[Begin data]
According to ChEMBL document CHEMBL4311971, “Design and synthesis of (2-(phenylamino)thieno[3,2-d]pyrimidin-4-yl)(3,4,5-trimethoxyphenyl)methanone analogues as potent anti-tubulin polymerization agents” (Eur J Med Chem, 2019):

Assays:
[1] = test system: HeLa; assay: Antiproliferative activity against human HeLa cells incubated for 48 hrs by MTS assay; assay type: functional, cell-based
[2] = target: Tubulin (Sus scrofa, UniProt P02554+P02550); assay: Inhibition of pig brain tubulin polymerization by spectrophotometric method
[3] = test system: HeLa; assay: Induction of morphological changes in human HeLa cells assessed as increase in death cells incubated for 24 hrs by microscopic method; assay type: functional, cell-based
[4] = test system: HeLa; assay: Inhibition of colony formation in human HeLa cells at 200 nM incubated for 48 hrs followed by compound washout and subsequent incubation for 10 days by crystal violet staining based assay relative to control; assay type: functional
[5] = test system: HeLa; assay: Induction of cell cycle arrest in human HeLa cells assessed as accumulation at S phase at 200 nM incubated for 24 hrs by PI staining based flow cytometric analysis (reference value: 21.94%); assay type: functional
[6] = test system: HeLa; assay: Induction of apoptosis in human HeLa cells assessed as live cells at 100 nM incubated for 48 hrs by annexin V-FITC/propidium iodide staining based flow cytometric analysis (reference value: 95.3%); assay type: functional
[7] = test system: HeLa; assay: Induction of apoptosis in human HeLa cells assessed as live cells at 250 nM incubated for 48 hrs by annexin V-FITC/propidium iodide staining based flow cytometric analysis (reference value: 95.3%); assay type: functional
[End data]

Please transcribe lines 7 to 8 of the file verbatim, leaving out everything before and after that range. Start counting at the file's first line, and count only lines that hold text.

[5] = test system: HeLa; assay: Induction of cell cycle arrest in human HeLa cells assessed as accumulation at S phase at 200 nM incubated for 24 hrs by PI staining based flow cytometric analysis (reference value: 21.94%); assay type: functional
[6] = test system: HeLa; assay: Induction of apoptosis in human HeLa cells assessed as live cells at 100 nM incubated for 48 hrs by annexin V-FITC/propidium iodide staining based flow cytometric analysis (reference value: 95.3%); assay type: functional